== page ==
Math Whizz Priyanshi Somani Recollects How Maths Won Her First 100 Rupees
- IWB Post
- November 14, 2017
We engaged in conversation with child prodigies who inked their name on the list of Wonder Kids with their groundbreaking feats. But ever wonder what these geniuses, blessed with determination and zeal, are up to now? Did their discoveries go on to attain even greater heights? Well, curiosity is no sin, why not know a little something about their after-fame journey?
“We have a mathematics class today!” *instant sweating triggered*
Those tiny little numbers and their deathly calculations… *shudders* so you can easily imagine my amazement when an 11-year-old attained the title of a mental calculator for performing with 100% accuracy in Addition, Multiplication, and Square Root to date in all four Mental Calculation World Cups. It was the year 2010, and I was getting ready to somehow survive my math paper on the 10th boards.
While this maths wiz needs no introduction, for the sake of those unaware of her magnanimous feats, meet Priyanshi Somani who is a record holder in Limca Book of World Records and also a World Record holder in calculating square roots. If it were me, I would be strutting about like a proud peacock, but Priyanshi, 18 now, is the very definition of humility mashed with talent.
You aced the math monster like a pro, how is life now?
Haha! First of all, you have put me on such a high pedestal. As for now, I am currently in my second year in IIT Bombay.
What made you learn mental maths at the age of 6?
There was no inspiration; hell, you won’t recognize inspiration at that age *laughs* It was just a normal thing, you know every child is attracted towards something. It was later that I realized that ‘Oh I don’t know how, but I am better at it than others.’ The knowledge that it was a skill registered much later.
I saw you waving these mystical hand gestures in your competition videos. Decode.
It is a technique called ‘Mental Abacus.’ It’s not that I love to do it *laughs* it’s just how it is done. It advises practitioners to visualize a 400-year-old style of abacus known as a soroban. One often flicks their fingers when they calculate, miming the movement of abacus beads, the speed varies from individual to individual.
You are THE Math Wiz! What support and infrastructure do you think child prodigies need to grow more?
I feel that every child is a prodigy, as all have one or the other talent, you just have to recognize it. And I think it all comes down to the parents as they are the ones who provide a nurturing environment. If the rest of the world supports the child, and the parents don’t, he’ll wilt even with all the fame coming his way.
So true! Do you miss something about your childhood?
Well, one thing that I can say is that it has made my nature very cautious. If I waste even a second, I go crazy like “What am I doing, I have so many things to do, so many things to achieve!” I think I am in dire need of, what is the phrase, chilling down and let go of all the stress.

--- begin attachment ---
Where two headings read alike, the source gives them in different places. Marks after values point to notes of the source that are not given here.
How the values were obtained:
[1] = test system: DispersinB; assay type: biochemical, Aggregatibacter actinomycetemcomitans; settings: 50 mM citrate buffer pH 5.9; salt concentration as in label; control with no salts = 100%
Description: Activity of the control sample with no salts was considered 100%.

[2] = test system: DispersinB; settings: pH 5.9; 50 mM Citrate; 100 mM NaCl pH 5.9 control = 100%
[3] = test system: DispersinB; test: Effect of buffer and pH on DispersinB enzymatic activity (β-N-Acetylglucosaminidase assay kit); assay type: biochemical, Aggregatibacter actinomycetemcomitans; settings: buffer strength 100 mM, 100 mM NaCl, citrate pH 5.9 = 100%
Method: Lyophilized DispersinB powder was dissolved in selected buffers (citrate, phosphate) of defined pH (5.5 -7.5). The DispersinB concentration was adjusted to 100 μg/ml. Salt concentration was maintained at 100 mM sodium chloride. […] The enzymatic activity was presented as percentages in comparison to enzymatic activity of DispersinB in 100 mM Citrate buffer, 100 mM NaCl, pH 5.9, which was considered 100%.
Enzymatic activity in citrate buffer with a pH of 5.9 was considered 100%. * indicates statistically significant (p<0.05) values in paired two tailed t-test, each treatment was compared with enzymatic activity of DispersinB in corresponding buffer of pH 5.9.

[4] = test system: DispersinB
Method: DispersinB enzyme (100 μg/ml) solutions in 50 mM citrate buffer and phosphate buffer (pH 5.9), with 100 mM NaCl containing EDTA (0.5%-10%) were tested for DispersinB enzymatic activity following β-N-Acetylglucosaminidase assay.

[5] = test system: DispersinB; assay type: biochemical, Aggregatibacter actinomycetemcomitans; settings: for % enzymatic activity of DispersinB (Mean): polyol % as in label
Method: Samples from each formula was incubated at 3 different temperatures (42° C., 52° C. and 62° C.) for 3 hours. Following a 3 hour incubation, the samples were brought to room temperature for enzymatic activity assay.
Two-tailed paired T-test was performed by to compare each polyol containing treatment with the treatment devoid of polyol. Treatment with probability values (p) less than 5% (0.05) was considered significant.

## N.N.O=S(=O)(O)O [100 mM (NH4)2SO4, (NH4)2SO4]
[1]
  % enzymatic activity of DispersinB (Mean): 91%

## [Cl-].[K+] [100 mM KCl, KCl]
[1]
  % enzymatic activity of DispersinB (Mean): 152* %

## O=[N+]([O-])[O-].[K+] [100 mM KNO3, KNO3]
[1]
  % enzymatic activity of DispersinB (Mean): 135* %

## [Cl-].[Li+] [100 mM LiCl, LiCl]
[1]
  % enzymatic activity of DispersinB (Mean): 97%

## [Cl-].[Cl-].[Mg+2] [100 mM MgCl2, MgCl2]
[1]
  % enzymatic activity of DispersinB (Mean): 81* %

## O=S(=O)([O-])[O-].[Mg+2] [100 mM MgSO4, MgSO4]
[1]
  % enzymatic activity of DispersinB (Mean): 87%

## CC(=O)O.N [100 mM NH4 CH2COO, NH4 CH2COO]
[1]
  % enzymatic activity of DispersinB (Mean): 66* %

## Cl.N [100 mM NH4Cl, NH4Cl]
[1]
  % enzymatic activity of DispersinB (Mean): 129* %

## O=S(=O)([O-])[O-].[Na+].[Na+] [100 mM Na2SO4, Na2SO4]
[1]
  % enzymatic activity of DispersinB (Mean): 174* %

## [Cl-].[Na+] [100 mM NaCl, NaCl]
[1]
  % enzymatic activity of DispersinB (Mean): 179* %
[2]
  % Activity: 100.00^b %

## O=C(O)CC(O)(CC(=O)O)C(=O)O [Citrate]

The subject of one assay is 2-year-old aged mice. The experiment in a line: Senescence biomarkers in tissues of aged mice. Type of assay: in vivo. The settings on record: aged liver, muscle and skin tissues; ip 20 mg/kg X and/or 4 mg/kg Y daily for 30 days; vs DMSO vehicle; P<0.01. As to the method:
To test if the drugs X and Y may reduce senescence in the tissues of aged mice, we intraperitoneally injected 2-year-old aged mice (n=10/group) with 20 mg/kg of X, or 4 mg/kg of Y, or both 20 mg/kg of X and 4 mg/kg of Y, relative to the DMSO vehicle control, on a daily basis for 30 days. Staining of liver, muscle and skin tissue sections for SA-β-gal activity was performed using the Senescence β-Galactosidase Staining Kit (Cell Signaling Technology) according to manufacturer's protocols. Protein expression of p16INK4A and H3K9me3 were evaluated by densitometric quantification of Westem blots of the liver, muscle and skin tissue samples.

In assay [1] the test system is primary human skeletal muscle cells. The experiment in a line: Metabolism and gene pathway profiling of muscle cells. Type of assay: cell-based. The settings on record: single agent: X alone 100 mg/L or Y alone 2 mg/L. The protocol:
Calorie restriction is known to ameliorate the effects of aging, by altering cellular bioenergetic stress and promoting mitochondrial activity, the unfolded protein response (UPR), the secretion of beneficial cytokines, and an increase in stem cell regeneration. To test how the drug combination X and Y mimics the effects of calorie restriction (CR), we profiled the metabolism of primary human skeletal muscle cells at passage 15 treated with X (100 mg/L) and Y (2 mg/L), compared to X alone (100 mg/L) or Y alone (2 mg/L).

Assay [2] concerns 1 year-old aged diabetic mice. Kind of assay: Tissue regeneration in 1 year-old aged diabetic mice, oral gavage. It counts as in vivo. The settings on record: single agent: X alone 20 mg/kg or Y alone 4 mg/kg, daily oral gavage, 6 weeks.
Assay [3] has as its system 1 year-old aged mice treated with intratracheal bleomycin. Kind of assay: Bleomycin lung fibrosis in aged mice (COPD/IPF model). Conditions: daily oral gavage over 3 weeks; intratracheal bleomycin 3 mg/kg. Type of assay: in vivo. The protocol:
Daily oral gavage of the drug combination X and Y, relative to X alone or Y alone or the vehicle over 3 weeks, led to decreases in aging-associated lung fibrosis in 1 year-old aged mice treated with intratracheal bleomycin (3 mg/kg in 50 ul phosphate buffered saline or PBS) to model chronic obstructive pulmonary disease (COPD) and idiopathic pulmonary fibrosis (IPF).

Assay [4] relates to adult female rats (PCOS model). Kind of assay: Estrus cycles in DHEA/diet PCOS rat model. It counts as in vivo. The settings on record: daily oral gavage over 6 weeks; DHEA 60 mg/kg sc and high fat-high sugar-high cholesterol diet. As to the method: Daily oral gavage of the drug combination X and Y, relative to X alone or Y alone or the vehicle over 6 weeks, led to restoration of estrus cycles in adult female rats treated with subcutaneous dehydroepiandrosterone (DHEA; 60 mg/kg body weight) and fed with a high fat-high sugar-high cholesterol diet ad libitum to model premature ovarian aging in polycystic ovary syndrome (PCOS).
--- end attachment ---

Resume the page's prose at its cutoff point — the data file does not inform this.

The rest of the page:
In 2006, 2007 and 2008, she was the National Champion in abacus and mental arithmetic competition in India and, in 2007, was the International Champion in Malaysia. She is the winner of Pogo Amazing Kids Awards 2010 in the genius category.
Mental calculator or not, maths manages to make everyone nervous. Did it ever happen to you? Please say yes!
There was one moment when I was 11. I was in Germany for the Mental Calculation World Cup as the youngest contestant. And everyone else was so tall and older than me! It was my mom who was getting all “Ye kaha aa aagye hum?!” Because there was 35, 40, even 60-year-olds! And I went like, “These people here must be thinking that I am just a child and won’t be able to do anything but I’ll win this for sure.” My parents were laughing and obviously thought that this was just a childish confidence.
The concept of being nervous is not known to a child, as I was all “I’ll beat you, people!”
Let’s play a little math here. Why don’t you add a secret talent to your existing talent of being a math pro?
I am a good actor. It was in college here that I figured out my flare for dramatics. I have participated in many competitions now. The world of theatre attracted my attention, especially when I came to Mumbai. It is also what divides my attention as well.
Oh, I see what you did there! Why don’t you multiply my joy of talking to you with a happy memory from your childhood?
Okay, there was this rule of sorts my mother had created, where she would give me calculations to solve where my one correct answer would get me five rupees. And all correct would mean 50 rupees, which rarely happened. Once I said that I would get them all right, but then she would have to reward me with 100 rupees instead.
And as you must have already guessed, I won. And why this memory is so strong is because my eight-year-old-self was proud of earning such a large sum for the first time.
Ah, perks of loving maths. Well, let’s move on to subtraction, what is that one habit you would love to subtract from your life?
I have this habit of forgiving easily. Like if anyone has done something wrong to me and if that person comes back with the flimsiest ‘Sorry,’ I know I’ll forgive that person. I fail to pluck out what is not good for me. It may sound wrong, but one should be sometimes selfish for their own good.
Good advice! If you could, what would be the message for the 11-year-old self?
I would tell her that sit back, you’ve already done a lot. Don’t fret about the future; it also holds many good things in store for you. It is going to get better, sweetie!